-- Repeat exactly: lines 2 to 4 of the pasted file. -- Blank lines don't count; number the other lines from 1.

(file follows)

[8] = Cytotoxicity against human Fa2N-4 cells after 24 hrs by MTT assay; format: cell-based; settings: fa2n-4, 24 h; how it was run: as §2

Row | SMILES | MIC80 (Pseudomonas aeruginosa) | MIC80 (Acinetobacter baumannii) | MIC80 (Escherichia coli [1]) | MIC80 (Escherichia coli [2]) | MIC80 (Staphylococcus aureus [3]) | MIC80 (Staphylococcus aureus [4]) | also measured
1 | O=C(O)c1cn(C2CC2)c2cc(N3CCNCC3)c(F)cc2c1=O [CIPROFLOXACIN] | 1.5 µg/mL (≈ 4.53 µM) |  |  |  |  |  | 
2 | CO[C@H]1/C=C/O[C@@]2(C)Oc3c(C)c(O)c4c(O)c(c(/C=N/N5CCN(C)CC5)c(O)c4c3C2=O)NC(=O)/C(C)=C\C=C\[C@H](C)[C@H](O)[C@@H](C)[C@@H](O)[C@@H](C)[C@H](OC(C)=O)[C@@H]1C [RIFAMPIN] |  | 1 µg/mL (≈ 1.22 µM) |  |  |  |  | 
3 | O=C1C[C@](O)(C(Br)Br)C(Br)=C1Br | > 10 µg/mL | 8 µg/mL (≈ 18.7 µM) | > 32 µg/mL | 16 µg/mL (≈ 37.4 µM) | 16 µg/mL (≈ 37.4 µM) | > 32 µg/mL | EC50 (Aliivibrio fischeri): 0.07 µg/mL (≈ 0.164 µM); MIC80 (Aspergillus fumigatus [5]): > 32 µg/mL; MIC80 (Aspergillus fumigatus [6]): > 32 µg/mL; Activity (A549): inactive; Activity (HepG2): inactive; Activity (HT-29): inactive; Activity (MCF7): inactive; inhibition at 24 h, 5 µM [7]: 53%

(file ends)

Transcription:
Row | SMILES | MIC80 (Pseudomonas aeruginosa) | MIC80 (Acinetobacter baumannii) | MIC80 (Escherichia coli [1]) | MIC80 (Escherichia coli [2]) | MIC80 (Staphylococcus aureus [3]) | MIC80 (Staphylococcus aureus [4]) | also measured
1 | O=C(O)c1cn(C2CC2)c2cc(N3CCNCC3)c(F)cc2c1=O [CIPROFLOXACIN] | 1.5 µg/mL (≈ 4.53 µM) |  |  |  |  |  | 
2 | CO[C@H]1/C=C/O[C@@]2(C)Oc3c(C)c(O)c4c(O)c(c(/C=N/N5CCN(C)CC5)c(O)c4c3C2=O)NC(=O)/C(C)=C\C=C\[C@H](C)[C@H](O)[C@@H](C)[C@@H](O)[C@@H](C)[C@H](OC(C)=O)[C@@H]1C [RIFAMPIN] |  | 1 µg/mL (≈ 1.22 µM) |  |  |  |  | 